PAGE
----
Some of the other topics covered in this book include the danger to humans who brew and apply compost tea because it may contain e-coli bacteria. Other myths dispelled cover garden-related issues such as companion planting, foliar feeding, and the myth of predicted growth that appears on plant labels. Another myth deals with drought tolerant plants used to create xeriscapes. The well-intentioned gardener will plant such perennials with the expectation that they will survive with little rainfall. However, during rainfall, drought tolerant plants absorb more precious water than other plants.

There are more widely held myths dispelled in this publication. I urge the serious gardener to read The Informed Gardener Blooms Again, and its companion The Informed Gardener. At best, we will become better-informed gardeners. At least, we will save a few hundred dollars a season, otherwise spent on nutrients that our gardens do not need. Special mention goes to Ashley Saleeba for the gem-like design of this publication and for the ingenious adaptation of artwork by Sarah Dixon on the book’s cover.



Eating My Words

Some time ago I posted a blog about deer-proofing the garden. I offered suggestions about plants deer would not eat and linked the reader to another website that elaborated on thisThis photo appears in the February 2009 issue of Garden Gate eNotes. Click on the image to read what I argue against. subject. I take it all back! Actually, I’ve deleted that entry.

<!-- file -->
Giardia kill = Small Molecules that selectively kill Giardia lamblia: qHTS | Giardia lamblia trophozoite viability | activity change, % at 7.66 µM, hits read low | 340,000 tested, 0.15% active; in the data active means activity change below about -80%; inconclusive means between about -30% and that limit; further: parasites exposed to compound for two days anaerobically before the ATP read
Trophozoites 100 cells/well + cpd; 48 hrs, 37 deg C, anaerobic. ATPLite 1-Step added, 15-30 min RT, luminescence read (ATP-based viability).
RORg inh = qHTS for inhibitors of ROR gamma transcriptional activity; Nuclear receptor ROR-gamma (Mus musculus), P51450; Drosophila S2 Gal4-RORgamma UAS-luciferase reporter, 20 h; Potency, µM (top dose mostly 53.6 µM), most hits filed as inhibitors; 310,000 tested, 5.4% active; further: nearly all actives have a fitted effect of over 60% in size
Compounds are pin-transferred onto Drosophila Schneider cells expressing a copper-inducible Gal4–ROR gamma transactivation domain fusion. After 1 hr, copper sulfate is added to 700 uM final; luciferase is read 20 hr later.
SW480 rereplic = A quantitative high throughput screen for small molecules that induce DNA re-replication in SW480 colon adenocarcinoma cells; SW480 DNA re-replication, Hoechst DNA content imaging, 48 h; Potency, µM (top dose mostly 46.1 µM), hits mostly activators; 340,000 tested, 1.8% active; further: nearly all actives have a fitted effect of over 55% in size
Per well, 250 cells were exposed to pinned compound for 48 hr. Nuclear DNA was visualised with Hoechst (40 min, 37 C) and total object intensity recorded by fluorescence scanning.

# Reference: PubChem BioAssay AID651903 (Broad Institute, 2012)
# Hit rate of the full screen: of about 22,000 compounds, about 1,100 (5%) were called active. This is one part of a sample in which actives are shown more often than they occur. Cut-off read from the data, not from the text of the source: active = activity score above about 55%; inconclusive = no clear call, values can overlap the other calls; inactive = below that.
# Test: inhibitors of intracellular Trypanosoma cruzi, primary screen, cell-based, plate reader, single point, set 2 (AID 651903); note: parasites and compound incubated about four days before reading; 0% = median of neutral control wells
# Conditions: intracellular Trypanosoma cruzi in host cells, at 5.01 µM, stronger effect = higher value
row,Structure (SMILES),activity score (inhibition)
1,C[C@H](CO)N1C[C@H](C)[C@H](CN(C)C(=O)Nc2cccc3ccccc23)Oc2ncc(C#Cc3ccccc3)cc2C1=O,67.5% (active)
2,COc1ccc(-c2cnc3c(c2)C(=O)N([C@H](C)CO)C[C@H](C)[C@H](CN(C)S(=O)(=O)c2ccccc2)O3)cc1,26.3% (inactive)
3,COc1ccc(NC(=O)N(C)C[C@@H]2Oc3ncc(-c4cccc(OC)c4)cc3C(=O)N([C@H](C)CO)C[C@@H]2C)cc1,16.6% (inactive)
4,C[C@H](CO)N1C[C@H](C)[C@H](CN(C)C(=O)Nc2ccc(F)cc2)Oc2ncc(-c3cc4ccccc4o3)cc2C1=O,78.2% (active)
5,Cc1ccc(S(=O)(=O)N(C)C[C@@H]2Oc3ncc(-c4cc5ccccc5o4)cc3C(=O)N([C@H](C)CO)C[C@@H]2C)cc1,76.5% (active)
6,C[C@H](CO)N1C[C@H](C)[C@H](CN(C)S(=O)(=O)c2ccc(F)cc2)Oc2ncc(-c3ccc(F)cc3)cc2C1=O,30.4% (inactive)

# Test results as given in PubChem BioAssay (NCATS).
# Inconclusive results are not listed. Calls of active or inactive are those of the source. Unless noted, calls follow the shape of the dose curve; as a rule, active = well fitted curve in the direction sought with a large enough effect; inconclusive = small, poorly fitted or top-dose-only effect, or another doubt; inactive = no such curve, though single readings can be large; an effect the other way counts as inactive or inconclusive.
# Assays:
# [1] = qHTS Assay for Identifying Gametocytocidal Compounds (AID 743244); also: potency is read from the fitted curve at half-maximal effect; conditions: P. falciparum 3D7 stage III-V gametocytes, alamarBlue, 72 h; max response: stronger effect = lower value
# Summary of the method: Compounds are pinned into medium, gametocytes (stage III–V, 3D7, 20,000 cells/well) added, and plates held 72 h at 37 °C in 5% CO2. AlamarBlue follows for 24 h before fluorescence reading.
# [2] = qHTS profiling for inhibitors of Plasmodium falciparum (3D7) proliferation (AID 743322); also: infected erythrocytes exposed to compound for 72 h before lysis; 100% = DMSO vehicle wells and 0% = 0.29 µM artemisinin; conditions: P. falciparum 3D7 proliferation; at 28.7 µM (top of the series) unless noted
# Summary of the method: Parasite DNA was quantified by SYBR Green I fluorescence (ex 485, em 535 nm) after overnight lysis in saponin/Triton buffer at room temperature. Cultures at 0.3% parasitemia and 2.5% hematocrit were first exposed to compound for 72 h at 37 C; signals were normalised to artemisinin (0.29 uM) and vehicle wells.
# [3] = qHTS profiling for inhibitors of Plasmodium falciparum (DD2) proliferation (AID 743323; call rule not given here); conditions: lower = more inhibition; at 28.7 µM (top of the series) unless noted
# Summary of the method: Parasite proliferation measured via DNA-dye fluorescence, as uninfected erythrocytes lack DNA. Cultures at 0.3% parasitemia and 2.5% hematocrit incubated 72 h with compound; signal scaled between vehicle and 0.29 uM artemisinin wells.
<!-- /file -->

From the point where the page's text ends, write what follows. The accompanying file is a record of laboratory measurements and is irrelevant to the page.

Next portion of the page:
For those of us that love perennial gardens, having to plant items that deer will avoid is counterproductive. A beautiful garden requires that the gardener decides what to plant, not the deer. Furthermore, no one should be compelled to add deer repellent substances or electronic shock equipment to their property.

Perennial gardening has never been about acquiescing to nature. Historically, it has always been about taking charge. Most of the flowers that we plant are not native to our environment.They were discovered elsewhere and brought first to Europe and then to North America. Beautiful perennial gardens, therefore, are the result of manipulating nature and we should continue to do so until we have created the gardens we desire.To achieve our goals, we need to build a physical barrier to stop the deer from grazing on our land.

There is a high price tag attached to landscaping a property.To that cost, I suggest we add the price of installing a deer-proof fence that will enclose the garden.This extra step will ensure that desired flowers will grow where we want them. One should not have to worry about deer eating up our considerable investment.

For most regions, a fence that is seven feet high is essential to stop deer from leaping into the garden. Ideally, a fence that blocks the deer’s view of the garden is best. Second best would be a wooden fence with repetitive openings large enough to allow the garden admirer to see through but small enough to keep the deer out.

Not every gardener will be happy to install a visible fence. And not every gardener will have the budget for it. Alternatively, one can install a wire fence that is almost invisible. Gardeners that want to maintain a sense of the "wide open spaces" might find this option more attractive. Another advantages of the invisible fence system is that it has been designed so that gardeners can install it themselves. It is lightweight, easy to install, and above all, economical.